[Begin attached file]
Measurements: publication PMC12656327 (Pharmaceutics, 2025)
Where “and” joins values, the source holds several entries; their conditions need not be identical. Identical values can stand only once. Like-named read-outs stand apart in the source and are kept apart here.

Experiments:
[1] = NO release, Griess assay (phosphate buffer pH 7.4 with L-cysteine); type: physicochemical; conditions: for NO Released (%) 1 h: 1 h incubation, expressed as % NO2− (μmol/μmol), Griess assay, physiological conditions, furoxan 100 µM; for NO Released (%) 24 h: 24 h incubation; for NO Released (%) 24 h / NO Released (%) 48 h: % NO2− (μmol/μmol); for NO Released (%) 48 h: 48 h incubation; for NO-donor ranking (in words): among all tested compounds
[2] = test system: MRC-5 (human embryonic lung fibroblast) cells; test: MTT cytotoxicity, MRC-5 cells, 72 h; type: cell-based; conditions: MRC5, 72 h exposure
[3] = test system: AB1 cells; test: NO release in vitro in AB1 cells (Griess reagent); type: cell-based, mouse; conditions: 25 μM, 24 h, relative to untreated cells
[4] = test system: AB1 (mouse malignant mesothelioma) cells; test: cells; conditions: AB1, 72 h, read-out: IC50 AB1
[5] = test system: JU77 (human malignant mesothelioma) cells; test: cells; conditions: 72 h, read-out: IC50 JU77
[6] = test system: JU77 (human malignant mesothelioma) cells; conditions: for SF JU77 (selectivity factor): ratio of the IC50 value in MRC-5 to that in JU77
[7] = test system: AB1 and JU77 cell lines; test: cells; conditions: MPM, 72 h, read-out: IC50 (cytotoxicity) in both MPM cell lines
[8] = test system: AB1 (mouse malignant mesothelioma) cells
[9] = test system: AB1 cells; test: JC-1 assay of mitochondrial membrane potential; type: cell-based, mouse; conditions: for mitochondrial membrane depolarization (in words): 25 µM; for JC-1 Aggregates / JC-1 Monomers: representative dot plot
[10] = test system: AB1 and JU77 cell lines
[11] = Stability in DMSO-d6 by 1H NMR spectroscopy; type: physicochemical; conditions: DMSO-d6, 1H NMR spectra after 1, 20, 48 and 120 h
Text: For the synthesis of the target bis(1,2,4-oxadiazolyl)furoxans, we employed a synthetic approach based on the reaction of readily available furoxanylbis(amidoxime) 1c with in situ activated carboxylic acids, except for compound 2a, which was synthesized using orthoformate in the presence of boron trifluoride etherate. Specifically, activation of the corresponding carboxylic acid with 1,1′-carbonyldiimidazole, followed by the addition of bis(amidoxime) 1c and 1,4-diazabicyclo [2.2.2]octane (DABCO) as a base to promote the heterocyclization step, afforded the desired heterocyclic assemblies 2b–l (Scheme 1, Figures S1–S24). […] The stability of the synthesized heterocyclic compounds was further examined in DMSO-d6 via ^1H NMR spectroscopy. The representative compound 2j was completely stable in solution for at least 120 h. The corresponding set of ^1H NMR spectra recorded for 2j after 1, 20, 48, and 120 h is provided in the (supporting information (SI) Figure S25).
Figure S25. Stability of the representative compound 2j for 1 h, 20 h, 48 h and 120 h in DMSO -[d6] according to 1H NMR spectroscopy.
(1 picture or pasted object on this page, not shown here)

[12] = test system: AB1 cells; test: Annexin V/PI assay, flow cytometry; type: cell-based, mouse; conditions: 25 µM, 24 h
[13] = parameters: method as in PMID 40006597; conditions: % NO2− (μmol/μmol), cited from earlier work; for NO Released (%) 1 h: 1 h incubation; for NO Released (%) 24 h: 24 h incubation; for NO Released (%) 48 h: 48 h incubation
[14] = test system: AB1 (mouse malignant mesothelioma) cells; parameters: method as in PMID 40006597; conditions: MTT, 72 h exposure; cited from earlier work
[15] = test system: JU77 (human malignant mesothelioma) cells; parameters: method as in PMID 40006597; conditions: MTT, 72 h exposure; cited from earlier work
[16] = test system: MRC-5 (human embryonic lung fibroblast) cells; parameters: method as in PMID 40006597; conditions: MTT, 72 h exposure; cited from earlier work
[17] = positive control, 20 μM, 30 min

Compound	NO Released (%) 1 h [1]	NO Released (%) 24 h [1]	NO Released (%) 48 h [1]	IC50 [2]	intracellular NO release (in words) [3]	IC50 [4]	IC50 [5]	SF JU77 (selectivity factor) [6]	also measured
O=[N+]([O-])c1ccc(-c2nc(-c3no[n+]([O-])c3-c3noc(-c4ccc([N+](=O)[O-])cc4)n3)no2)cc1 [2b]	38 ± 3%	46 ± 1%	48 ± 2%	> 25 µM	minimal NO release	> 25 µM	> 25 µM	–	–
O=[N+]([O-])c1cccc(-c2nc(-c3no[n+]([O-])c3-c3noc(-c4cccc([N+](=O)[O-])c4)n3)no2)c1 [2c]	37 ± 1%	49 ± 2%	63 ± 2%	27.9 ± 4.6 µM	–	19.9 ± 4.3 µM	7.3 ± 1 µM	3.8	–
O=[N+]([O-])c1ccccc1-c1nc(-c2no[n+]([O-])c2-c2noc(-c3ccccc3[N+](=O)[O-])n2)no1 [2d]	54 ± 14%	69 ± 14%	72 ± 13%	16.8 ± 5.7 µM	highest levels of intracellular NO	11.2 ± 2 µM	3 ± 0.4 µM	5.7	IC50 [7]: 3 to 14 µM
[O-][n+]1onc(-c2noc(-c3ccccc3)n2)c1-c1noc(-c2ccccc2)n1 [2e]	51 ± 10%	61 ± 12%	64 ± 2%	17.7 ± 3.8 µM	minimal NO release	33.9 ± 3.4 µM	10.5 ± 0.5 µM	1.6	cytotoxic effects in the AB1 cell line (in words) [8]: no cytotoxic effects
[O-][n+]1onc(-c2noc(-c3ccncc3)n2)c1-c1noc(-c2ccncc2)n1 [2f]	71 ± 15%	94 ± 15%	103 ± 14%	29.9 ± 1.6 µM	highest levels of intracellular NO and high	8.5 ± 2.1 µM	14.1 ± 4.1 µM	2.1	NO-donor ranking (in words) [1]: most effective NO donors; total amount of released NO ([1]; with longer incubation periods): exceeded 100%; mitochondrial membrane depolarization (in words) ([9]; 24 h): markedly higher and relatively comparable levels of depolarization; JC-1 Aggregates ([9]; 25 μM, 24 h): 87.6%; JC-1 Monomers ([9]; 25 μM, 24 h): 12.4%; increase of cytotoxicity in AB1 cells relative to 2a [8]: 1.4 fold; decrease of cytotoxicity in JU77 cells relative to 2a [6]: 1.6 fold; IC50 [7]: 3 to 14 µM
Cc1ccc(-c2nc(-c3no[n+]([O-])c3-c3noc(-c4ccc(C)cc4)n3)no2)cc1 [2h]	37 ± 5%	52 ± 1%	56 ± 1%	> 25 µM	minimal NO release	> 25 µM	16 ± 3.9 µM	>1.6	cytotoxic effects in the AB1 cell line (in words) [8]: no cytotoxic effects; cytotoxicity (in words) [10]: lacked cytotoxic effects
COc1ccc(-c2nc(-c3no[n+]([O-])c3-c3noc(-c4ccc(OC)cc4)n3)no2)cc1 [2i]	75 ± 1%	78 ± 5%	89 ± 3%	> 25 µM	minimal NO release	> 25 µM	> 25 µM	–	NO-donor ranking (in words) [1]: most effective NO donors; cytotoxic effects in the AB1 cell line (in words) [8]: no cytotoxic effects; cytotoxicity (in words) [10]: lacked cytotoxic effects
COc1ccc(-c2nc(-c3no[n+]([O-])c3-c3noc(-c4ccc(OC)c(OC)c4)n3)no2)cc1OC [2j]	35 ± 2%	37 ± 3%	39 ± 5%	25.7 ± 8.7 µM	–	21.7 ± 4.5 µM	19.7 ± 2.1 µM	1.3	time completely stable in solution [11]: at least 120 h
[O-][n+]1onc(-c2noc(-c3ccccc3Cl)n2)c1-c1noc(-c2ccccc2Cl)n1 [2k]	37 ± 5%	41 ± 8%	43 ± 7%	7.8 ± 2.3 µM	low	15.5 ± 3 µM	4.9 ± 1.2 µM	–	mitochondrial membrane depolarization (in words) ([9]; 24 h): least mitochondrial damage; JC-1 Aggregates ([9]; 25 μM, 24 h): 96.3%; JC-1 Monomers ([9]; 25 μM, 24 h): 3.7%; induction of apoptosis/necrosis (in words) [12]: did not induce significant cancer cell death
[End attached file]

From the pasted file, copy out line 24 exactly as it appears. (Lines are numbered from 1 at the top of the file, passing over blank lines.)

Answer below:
Compound	NO Released (%) 1 h [1]	NO Released (%) 24 h [1]	NO Released (%) 48 h [1]	IC50 [2]	intracellular NO release (in words) [3]	IC50 [4]	IC50 [5]	SF JU77 (selectivity factor) [6]	also measured